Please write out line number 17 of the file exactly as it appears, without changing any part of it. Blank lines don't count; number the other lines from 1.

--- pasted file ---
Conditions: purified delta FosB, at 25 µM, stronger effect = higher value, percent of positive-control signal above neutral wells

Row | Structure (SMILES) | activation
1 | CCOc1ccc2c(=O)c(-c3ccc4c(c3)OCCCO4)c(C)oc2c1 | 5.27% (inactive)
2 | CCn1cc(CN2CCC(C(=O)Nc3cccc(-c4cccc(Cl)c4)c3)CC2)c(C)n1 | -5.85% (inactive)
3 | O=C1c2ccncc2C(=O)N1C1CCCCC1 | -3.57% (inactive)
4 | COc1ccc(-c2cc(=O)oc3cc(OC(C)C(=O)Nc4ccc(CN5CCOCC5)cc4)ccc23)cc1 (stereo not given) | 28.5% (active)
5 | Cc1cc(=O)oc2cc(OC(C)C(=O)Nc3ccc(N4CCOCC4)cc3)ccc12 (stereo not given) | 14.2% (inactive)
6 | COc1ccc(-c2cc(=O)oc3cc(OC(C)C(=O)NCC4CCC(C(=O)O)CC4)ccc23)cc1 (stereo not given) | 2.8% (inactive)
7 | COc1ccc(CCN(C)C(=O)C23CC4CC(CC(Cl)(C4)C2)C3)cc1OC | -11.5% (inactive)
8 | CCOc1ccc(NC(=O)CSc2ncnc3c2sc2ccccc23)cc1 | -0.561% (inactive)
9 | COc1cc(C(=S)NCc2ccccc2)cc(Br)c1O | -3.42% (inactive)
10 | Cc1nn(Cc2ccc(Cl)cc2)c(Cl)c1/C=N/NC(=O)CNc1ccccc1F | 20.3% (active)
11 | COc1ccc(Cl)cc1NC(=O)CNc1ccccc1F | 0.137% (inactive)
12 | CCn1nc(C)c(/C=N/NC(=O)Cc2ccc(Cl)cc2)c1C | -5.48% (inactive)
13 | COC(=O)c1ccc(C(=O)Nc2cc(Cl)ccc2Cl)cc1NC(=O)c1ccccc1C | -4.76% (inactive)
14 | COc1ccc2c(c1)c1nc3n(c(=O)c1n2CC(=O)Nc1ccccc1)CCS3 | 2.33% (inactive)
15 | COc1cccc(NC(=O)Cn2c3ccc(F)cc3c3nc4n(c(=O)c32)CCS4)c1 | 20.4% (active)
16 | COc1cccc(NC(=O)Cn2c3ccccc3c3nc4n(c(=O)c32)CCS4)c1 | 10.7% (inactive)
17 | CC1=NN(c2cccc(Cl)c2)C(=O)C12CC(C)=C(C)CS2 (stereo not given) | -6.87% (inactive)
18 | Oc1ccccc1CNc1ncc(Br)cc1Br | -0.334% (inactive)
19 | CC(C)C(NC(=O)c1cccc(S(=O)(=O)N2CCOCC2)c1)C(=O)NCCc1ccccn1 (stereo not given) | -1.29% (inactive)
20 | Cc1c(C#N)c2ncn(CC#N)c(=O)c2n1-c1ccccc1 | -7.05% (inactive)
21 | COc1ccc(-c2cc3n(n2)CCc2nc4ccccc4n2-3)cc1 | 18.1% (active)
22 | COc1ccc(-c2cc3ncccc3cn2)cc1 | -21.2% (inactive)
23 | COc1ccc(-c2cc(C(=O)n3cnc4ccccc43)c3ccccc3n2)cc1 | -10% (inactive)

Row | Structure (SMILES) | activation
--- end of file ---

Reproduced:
15 | COc1cccc(NC(=O)Cn2c3ccc(F)cc3c3nc4n(c(=O)c32)CCS4)c1 | 20.4% (active)